The official languages of Papua New Guina are English, Hiri Motu, sign language, and Tok. All four of these languages were adopted in 1975 after the country gained independence from Australia. The official languages of the country serve to promote communications between citizens as well as somewhat of a nationalistic unity among the population. Tok is the language used for domestic business and government in Papua New Guinea.

Papua New Guinea is the most linguistically diverse country in the world with over 850 living languages, and amazingly, the nation accounts for almost an eighth of the world's total languages. Tok is spoken by roughly 12.5% of the country as a fluent language, but up to 5 million people (62.5%) use the language on a daily basis. Although English is an official language of the nation only 1-2% of the population speak it natively.

Phrases in the Tok language are relatively easy to learn and pronounce as the tongue has evolved from English. Hello, written as gude and pronounced as "goo-day", is a very common greeting in the country. Thank you is written as tenkyu, pronounced as "tenk-yoo", is a great way to let someone from Papua New Guinea know appreciation for their hospitality. Nice to meet you, is written as gutpela long bungim yu and pronounced as "goot-peh-lah long boong-im yoo".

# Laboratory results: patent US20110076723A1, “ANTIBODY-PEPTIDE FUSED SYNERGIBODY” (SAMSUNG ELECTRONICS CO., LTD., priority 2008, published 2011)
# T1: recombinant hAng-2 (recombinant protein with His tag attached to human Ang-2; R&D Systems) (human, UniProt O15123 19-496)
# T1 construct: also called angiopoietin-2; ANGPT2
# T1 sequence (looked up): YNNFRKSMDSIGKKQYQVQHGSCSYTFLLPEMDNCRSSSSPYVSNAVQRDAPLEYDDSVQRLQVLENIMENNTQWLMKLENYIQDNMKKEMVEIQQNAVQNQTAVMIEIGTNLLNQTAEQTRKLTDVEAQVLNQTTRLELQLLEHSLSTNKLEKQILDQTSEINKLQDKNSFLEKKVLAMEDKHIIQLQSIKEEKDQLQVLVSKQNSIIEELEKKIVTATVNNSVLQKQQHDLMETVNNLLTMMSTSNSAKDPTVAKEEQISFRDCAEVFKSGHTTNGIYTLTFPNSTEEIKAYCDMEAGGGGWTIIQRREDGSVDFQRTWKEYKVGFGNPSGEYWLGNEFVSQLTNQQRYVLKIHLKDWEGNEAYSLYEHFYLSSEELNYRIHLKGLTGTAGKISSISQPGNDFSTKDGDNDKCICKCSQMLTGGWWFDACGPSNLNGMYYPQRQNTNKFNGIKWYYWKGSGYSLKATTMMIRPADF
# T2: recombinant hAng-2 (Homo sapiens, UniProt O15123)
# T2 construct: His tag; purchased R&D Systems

With 850 languages in the country, Papua New Guinea is home to many methods of communication. Minority languages in the country include Austronesian languages that developed as far away as Taiwan and Madagascar, Papuan languages that are also spoken in East Timor, Indonesia, and the Solomon Islands, as well as Unserdeutsch, which is this only creole language to develop from colonial German. The language families of Papua New Guinea are highly regionalised, for example, Austronesian languages are often spoken in the eastern part of the country.

This page was last modified on May 1st, 2018

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